Exxon Mobil forecasts increases in project spending, oil output

By Sabrina Valle

HOUSTON (Reuters) -Exxon Mobil will target annual project spending of between $22 billion and $27 billion through 2027, the oil major said in an update on Wednesday that largely continues existing spending and production goals.

The largest U.S. oil producer laid out plans to boost spending on nascent lithium and low carbon businesses by 18% throughout 2027.

Its presentation, however, left out details of projected gains from the $60 billion acquisition of Pioneer Natural Resources that is expected be completed in the first half of 2024, and shares closed down more than 1%.

Company executives also said most profits from its push into energy transition businesses including carbon dioxide abatement and storage and lithium production would come after 2027. Profits from those units also will depend on government help through regulations and infrastructure.

“All those things are coming together,” said CEO Darren Woods. “But until they ultimately land, and we know what we’ve got” the outlook will remain “less certain.”

“Exxon will need to convince investors on the merits of the low-carbon spending from here,” said Biraj Borkhataria, an equity analyst at RBC Capital in a note.

The annual forecast is watched closely by investors for its spending and production targets. This year’s outlook was keenly anticipated because of deals for Pioneer and carbon pipeline firm Denbury, both of which will underpin long-range targets.

Exxon announced plans to buy Pioneer in October for nearly $60 billion in an all-stock deal, saying it plans to more than triple its production in the top U.S. shale field to 2 million barrels per day (bpd) by 2027. Denbury was a $4.9 billion acquisition to buttress its carbon business.

Exxon’s estimated production growth for next year excludes more than 700,000 bpd it would gain from the Pioneer acquisition. That deal would double Exxon’s Permian shale oil and gas output to about 1.3 million bpd, the company has said.


Exxon’s spending outlook will raise outlays for its energy transition unit, called Low Carbon Solutions, to $20 billion between 2022 and 2027, from $17 billion. But the higher spending will require government support.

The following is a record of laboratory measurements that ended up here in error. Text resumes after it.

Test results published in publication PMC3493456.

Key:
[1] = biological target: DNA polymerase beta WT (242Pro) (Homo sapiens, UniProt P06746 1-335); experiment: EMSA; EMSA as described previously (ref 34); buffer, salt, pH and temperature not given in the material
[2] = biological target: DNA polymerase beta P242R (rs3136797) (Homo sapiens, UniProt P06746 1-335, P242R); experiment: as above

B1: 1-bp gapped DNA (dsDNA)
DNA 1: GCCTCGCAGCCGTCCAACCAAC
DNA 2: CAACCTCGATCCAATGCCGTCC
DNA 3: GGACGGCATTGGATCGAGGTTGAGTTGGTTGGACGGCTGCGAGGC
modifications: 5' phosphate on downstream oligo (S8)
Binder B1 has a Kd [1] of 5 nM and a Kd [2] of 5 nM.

“We need technology-neutral durable policy support, transparent carbon pricing and accounting, and ultimately, customer commitments to support increased investment,” Woods said.

Exxon will increase its share buybacks to $20 billion annually through 2025, from $17.5 billion currently, after the Pioneer merger closes, the company said. An ongoing divestment plan for its refining operations also will continue.

Analysts said excluding any contributions from the Pioneer deal, the company’s oil and gas targets were below expectations and its spending forecast higher than expected.

Analysts also anticipate a delayed production start-up at Exxon’s liquefied natural gas (LNG) Golden Pass plant to 2025, following the company’s updated goal for mechanical completion by the end of 2024.

Annual project expenditures could hit $32 billion by 2027, above market expectations, assuming an incremental $4 billion-$5 billion in spending on Pioneer’s assets, RBC Capital said.

Exxon projected earnings and cash flow to rise through 2027 by $14 billion on a combination of cost cutting, higher oil output from Guyana and U.S. shale and gains in its refining and chemicals business. The company is forecast to earn $37.2 billion this year, according to financial firm LSEG.

Increase cash flow will come from higher earnings and a new $6 billion cost reduction target through the end of 2027. The company slashed project spending and overhead after suffering a historic $22 billion annual loss in 2020.


Exxon forecasts production of 3.8 million barrels of oil equivalent per day (boepd) in 2024, from 3.7 million this year, as it bets on a lift from the Permian shale basin and Guyana.

Spending on new projects will expand to between $23 billion and $25 billion next year, with a range that has a mid-point spending of $24.5 billion annually from 2025 through 2027.

(Reporting by Sabrina Valle in Houston and Seher Dareen in Bengaluru; Editing by Nick Zieminski, Marguerita Choy and Lisa Shumaker)